You set out with an idea. You raised funding to nourish it and built a team to drive it to market. At an early point in your growth you arrive at a milestone: the need for more space. It is an affirming mark of your progress but, it brings with it a complex set of new problems. Most likely you will want to lease the space. We have helped dozens of emerging companies negotiate the important lease provisions that will give them flexibility when they need it.
The old adage says, “Think twice before you leap.” In negotiating favorable terms our advice is, “think six ways before you lease.” Knowing how to navigate the following important lease provisions will help you stay firmly on your path to success.
Six Important Lease Provisions for Growing Companies
The typical lease is 3 to 5 years. You know now where you want to be. You should protect the option to renew that lease upon its expiration so you can stay where you are, if you want.
You are planning continued growth over the span of the lease. Secure the option up-front to lease additional space as it becomes available. The ideal scenario is to secure the right to lease additional space next to you or on the same floor or in your building at your existing rate. Lock down fallback options, like rights of first refusal, right of first negotiation. The point here is that your company may grow quickly and need additional space which the Landlord can overcharge you for, since you are already locked into a lease in the building, You can mitigate this problem by having options for adjacent space (if it becomes available) at your existing rate and terms..
There is a good chance your company will outgrow the space the current landlord can offer. There is also the possibility you may want to sell the company to a new owner who already has excess space to absorb your operation. You want to secure the right to terminate early, if you can.
This may seem inconsequential but the standard parking allowance is around 3 spaces per 1,000 square feet of rented office space. But if your operation is running a call center or other labor-intensive service, it may be inadequate. Be sure to negotiate adequate parking for your staff when establishing the lease.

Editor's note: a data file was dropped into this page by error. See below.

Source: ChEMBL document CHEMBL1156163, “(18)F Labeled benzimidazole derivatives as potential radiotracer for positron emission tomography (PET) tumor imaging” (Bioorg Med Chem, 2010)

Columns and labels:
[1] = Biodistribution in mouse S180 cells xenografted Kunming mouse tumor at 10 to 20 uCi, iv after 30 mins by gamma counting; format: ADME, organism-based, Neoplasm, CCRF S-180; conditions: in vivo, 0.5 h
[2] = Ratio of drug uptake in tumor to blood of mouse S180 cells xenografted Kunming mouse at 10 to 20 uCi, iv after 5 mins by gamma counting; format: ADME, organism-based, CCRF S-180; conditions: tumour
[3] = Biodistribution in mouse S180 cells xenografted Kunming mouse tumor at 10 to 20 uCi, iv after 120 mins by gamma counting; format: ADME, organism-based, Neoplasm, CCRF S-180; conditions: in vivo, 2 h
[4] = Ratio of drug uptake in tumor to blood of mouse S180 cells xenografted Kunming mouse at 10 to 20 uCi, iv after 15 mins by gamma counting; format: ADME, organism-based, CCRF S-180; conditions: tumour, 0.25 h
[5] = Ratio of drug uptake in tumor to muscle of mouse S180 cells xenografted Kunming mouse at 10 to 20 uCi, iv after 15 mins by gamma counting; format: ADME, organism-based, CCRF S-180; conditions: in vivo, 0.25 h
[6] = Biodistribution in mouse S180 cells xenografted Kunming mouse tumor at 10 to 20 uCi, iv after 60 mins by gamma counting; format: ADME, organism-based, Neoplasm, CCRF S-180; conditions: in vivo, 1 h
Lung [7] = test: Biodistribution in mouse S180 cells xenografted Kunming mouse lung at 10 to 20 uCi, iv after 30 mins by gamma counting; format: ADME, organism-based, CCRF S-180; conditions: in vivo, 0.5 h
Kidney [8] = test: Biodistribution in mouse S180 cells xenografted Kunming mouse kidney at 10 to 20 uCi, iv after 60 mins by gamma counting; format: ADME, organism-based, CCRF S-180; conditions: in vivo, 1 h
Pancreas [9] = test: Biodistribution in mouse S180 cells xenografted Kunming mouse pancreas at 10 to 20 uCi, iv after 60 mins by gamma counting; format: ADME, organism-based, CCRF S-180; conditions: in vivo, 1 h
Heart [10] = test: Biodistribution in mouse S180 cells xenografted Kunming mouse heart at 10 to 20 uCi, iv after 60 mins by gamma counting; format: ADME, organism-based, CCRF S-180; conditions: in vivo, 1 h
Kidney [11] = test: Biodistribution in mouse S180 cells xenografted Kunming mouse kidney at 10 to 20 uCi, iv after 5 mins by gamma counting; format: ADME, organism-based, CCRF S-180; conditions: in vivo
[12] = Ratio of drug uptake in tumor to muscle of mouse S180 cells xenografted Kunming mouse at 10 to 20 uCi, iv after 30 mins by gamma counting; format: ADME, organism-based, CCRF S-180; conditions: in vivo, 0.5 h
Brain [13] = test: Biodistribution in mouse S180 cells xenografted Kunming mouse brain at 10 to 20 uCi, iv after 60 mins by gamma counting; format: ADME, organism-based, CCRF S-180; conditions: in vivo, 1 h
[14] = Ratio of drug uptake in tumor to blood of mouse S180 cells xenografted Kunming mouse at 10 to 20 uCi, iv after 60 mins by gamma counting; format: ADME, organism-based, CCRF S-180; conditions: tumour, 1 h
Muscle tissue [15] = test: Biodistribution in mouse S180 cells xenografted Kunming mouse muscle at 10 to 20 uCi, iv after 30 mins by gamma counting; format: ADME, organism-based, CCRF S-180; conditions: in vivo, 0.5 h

Assignment and sub-leasing rights
Again, if your company is acquired or otherwise needs to move out of the leased space, having the option to sublease some or all of the space or assign to a new tenant will help save money vs. being on the hook for paying for empty space. Landlords will typically want to exclude these rights or will want to capture the upside of these kinds of changes for themselves.
Lease surrender terms regarding the condition of the premises
This can be a major sticking point between landlord and tenant. As a tenant, you will want the ability to alter the premises. It is essential to proceed carefully. A couple of important factors to consider:
- The difference between “fixtures” and personal property. For example, if server racks and cabling that are considered personal property, they can probably be removed when you move out. But, if they are considered to be “fixtures” of the space the Landlord may be able to keep them. .
- Generally the tenant accepts the premises in an as-is condition at the start of the lease. Unless the lease says something different, the tenant must return the premises to its original condition at the end. Depending upon the changes, this could be a costly endeavor.
- As modifications are made to the space, almost all leases require approval from the landlord so that there are no surprises. Unless the lease agreement spells out differently, it is typical that at the landlord retains the option to either accept these changes at the end of the lease or require the tenant to return the property to the original condition. It is best to negotiate surrender provisions up front.
You will look back on the “we need more space” decision as an historic moment in your company’s development. In negotiating your lease, make the experience one you will fondly remember, not one you’ll regret.